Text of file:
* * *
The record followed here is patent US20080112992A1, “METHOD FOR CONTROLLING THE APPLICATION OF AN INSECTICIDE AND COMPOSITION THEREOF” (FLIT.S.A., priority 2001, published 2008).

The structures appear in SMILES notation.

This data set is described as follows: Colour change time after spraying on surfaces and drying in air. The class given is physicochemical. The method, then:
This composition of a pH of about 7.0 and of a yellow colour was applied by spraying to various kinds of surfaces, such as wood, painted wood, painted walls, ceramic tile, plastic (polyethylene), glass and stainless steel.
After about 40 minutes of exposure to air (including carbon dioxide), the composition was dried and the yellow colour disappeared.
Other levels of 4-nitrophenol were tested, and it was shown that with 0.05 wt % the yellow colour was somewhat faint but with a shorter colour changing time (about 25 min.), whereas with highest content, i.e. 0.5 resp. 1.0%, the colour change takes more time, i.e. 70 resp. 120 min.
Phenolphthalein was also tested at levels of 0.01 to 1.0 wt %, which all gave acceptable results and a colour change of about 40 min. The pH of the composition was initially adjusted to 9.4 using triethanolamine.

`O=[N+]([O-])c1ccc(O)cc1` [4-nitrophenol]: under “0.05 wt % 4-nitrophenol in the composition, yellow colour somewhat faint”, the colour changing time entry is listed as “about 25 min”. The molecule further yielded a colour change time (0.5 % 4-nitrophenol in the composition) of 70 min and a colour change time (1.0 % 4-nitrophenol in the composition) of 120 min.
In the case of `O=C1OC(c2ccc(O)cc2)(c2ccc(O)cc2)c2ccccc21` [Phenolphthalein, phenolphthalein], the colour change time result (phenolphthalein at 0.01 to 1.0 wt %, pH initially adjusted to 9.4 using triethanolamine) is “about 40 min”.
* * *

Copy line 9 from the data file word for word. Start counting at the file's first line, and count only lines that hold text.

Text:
In the case of `O=C1OC(c2ccc(O)cc2)(c2ccc(O)cc2)c2ccccc21` [Phenolphthalein, phenolphthalein], the colour change time result (phenolphthalein at 0.01 to 1.0 wt %, pH initially adjusted to 9.4 using triethanolamine) is “about 40 min”.